The pandemic and poor harvests have exposed the weaknesses in the global food system, but as the war in Ukraine continues, long-term damage is now on the cards. As grain supplies are impacted, as well as disruption to natural gas and fertiliser markets, soaring prices and a lack of bread loaves are just the tip of the iceberg – increased hunger, disrupted markets, changed land and water use, and potentially more release of carbon into the atmosphere now pose much bigger threats. The need to find an alternative way to feed the world is becoming ever more urgent – can indoor vertical farming and AgTech become the saviour of the food supply chain? 

The International Food Policy Research Institute estimates that combined, Russia and Ukraine exports represent 12 percent of all the food calories traded in the world, with the two countries accounting for almost a third of global wheat exports. There is no current contingency plan to bridge what amounts to a colossal gap in international food production.  

This crisis is beyond the normal ability to shuffle supplies around,” says Scott Irwin, an agricultural economist and professor in the College of Agricultural, Consumer and Environmental Sciences at the University of Illinois at Urbana-Champaign. “We’ve exploded that system, and the cost is going to be extreme economic pain.” 

To make matters worse, the United Nations’ World Food Programme, perhaps the largest distributor of food aid to struggling economies, buys more than half of the grain it distributes from Ukraine and Russia.  

Currently, wheat is the main source of plant protein and is the second most-produced crop globally. Wheat was first likely bred and domesticated 10,000 years ago in the fertile crescent of Western Asia. Since then it has been one of the most important staple crops around the world. Covid, labour shortages due to Brexit, climate change, increasing global demand and now the conflict in Eastern Europe have all disrupted global supply, but soil quality and weather also influences yield. What all this equates to is an urgent need to find an alternative method of farming to reduce reliance on the way this vital global commodity is sourced. While indoor vertical farming is predominantly used to grow increasing varieties of leafy greens, salad and fruit crops, can this sustainable growing method change the world’s ability to grow wheat? And while there are a few obstacles to overcome in bringing huge wheat crop yields to fruition, in short, the answer is yes.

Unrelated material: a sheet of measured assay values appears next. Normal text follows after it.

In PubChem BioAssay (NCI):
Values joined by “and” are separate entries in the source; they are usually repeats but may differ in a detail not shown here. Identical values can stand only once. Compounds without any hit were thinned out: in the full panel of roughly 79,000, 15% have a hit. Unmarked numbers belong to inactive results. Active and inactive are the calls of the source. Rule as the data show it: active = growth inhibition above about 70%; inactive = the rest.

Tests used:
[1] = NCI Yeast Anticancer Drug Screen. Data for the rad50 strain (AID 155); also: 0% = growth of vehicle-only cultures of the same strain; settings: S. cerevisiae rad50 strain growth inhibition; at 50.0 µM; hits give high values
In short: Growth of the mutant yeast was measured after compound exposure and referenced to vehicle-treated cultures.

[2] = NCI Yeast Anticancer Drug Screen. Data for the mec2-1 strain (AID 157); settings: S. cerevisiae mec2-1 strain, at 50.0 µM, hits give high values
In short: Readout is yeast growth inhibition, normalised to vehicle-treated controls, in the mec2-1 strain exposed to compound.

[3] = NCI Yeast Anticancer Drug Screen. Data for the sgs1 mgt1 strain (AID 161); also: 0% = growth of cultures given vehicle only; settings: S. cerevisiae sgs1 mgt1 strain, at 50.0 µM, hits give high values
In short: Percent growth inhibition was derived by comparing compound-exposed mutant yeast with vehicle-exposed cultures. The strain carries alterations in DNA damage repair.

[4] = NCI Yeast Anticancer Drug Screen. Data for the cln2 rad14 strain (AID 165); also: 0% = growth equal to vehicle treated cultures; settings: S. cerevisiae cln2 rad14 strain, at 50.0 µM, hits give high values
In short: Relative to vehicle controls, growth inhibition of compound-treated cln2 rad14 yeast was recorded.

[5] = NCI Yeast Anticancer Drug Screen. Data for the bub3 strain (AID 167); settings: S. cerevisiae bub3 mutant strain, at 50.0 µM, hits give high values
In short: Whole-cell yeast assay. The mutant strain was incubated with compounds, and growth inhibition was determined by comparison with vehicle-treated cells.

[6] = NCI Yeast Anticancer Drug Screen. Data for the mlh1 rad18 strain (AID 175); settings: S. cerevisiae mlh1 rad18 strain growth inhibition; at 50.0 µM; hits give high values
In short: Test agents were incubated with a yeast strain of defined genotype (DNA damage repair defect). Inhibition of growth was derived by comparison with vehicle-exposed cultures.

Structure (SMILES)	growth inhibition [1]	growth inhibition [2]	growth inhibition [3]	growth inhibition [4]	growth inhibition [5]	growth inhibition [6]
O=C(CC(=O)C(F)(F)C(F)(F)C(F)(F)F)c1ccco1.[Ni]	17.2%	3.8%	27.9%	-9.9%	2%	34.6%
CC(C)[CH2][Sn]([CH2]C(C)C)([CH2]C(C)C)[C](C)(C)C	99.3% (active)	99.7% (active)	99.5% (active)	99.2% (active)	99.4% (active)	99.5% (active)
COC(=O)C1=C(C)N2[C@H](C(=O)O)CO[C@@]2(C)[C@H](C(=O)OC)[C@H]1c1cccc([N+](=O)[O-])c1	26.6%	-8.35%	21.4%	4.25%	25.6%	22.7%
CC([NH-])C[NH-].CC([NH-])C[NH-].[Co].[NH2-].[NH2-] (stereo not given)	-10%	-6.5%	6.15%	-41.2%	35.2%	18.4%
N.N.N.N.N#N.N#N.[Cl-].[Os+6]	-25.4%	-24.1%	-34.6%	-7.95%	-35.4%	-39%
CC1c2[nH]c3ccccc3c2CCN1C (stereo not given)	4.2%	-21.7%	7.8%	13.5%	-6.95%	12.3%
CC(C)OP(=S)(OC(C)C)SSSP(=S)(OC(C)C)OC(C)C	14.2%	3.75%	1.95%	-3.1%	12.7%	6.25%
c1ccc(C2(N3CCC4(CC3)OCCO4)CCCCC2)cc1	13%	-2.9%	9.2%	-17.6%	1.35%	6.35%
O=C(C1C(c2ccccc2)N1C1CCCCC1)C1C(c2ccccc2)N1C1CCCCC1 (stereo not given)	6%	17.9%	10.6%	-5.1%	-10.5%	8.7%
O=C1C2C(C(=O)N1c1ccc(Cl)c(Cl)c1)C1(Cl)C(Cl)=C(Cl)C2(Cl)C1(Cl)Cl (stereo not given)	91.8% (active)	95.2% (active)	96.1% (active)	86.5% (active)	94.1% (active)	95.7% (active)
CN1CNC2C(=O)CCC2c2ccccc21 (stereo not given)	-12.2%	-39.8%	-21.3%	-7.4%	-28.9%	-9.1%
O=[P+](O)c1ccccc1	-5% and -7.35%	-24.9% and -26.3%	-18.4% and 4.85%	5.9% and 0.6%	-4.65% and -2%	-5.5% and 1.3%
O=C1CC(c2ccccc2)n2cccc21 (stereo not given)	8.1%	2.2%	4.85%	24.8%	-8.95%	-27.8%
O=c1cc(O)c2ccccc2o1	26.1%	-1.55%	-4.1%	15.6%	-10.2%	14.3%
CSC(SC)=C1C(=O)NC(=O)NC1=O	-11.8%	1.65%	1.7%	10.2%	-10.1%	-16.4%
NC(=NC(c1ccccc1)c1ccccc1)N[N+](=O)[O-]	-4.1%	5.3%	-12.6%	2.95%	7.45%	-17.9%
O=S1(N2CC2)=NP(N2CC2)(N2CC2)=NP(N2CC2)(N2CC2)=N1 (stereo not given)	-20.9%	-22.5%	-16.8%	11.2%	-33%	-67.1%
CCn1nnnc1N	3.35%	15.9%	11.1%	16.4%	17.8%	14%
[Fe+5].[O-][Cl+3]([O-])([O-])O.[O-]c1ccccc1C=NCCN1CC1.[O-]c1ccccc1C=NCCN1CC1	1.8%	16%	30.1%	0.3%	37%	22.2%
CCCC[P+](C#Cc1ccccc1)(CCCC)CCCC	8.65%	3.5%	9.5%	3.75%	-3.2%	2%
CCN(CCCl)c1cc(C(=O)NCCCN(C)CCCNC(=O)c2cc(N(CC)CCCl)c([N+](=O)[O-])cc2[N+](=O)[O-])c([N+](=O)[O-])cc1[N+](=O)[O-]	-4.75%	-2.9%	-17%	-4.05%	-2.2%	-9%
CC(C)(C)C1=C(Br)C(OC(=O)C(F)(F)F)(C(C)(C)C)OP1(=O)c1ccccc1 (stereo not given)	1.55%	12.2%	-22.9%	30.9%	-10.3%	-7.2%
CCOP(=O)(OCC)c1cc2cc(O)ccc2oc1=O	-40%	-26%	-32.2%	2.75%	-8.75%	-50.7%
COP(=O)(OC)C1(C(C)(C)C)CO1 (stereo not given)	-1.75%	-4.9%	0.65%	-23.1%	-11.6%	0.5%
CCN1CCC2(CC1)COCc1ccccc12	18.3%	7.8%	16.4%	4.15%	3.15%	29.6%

True, we may have a little further to go until indoor wheat farming becomes the norm, but the recent troubles may well have accelerated this journey. 

So far, there have been some promising signs. A recent study modelled wheat growth in a 10-layer, indoor vertical farm. The study predicted that an indoor vertical farm could potentially produce an enormous annual hay yield of 1,940 tonnes – up to 600 times greater per hectare than current farming methods. And that’s not all – the study further predicted in a 100-layer farm there is the opportunity to produce a staggering 19,400 tonnes of hay per year.  


Light Science Technologies’ very own Plant Scientist Laura Briers is in the final year of a PhD in Plant Physiology at the University Nottingham specialising in wheat photosynthesis, which has been identified as a key target for improving future wheat yields and is an important research area. LST is harnessing her expertise in this area to help drive the company’s continuous efforts to improve plant performance for sustainable, indoor farming across vertical farming, glasshouses and polytunnels. 

 And more advanced research carried out at the Technical University of Munich in Weihenstephan has also revealed the potential for wheat crops to be grown in desert regions and even space (yes, you read it correctly). In the meantime, what this presents for the industry on Planet Earth at least, is a mouth-watering opportunity to not just establish a greater foothold in sustainable food production and food security for the long-term, but move towards a decentralised, localised food system through harnessing innovation in AgTech. 

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